As more of us turn to self-isolation, the burden of work and home-schooling is becoming a scary reality, writes Jonathan Ratcliffe, Senior Broker at offices.co.uk.
Ratcliffe is today exploring some coping strategies to help home-workers cope with what might be the most challenging period of life so far, as the coronavirus spreads and the UK government urges people to work from home where possible.
In Norway parents have already been told to home school their kids for two months. They have a set workload to teach and submissions must be submitted each day at 2pm.
It might not come to that in the UK, but how do you even begin to cope with work pressure and home-schooling deadlines like that?
“Our kids were off school yesterday both with dry coughs, therefore we are in self-isolation for the near future from today. The reality of home schooling whilst trying to keep on working is very daunting indeed,” explains Ratcliffe.
Working from home is tough. Home schooling is very tough. So, if you must combine the two for a long period of time, how are you going to cope?
You are going to have to plan well, get organised and work to a strict timetable if you want to get everything done. Equally, you’ll need to have a proper split between work, school, fun and rest.
“The first thing you need to do is lower your expectations of what you are going to achieve, both with work and schooling. If you try to do too much the experience is going to be highly stressful,” Ratcliffe adds.
- Lower your expectations of what you will achieve with work
- Simplify your day into a set routine
- Don’t try and achieve too much
- Pause and try and appreciate moments with your kids
Here are 10 tips on how to survive:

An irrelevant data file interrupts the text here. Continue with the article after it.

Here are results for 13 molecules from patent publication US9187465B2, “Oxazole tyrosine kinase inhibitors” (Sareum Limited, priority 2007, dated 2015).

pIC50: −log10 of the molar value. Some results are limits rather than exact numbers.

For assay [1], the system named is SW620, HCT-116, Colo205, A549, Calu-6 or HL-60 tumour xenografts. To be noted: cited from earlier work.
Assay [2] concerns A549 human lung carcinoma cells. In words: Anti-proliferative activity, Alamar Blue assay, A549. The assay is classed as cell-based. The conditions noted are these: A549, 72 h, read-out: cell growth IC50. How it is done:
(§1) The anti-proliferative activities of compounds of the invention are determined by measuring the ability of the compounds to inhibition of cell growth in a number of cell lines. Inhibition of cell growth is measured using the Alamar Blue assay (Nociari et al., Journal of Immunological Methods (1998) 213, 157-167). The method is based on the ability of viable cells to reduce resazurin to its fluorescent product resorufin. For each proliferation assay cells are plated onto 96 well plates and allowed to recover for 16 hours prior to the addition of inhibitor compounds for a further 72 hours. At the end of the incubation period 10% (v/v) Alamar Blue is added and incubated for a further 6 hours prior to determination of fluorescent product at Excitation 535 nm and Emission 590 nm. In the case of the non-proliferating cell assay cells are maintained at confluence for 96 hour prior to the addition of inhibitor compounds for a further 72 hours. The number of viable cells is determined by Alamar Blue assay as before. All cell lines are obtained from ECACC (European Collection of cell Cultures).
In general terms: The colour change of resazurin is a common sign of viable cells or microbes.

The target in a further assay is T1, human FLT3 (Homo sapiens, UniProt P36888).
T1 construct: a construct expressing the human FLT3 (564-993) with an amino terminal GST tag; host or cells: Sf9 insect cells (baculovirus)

Start early and at the same time each day: Routine is important for good sleep and mental health, for both you and your kids. School starts at a set time, so make sure you are ready and stick to the timetable.
Get dressed properly like teacher and student: Getting showered and dressed is important to divide sleep and school.
Create spaces for different activities: You might set up a teaching room (kitchen), quiet room (spare bedroom) and a play area (living room).
Structure your day like a school day: Teaching time, activity time, play time and lunch time – just like their normal school routine.
Make a plan with your kids: At the start of the day ask them what they want to do (within reason) so they feel involved.
Turn off your phone: How are your kids meant to feel involved if you are checking emails? Ensure there’s a division between your working time and your schooling.
Set aside breaks for TV, iPad and exercise: Use these times productively to schedule work emails or calls.
Take exercise: Depending on where you live, and if you have a garden or not – try to get some fresh air. This also allows you some headspace and can be vital for your mental wellbeing.
Finish at a set time, bedtime at a set time: By getting a routine drilled in early on, you can try to get the kids to sleep at a sensible time, thereby giving yourself some space to work if you need to.
Don’t be tempted to hit the wine: If you can, evening time will be the only real time you can realistically work. If you drink your concentration will be poor, sleep poor and you’ll wake in a grumpy mood. Try to keep drinking to a minimum.
“We are heading into unchartered territory here and no one knows what life will look like at the end,” says Ratcliffe.
“It’s important to realise that time with your kids is a gift, don’t try to do too much – hopefully we can all stay relatively positive through this difficult time.”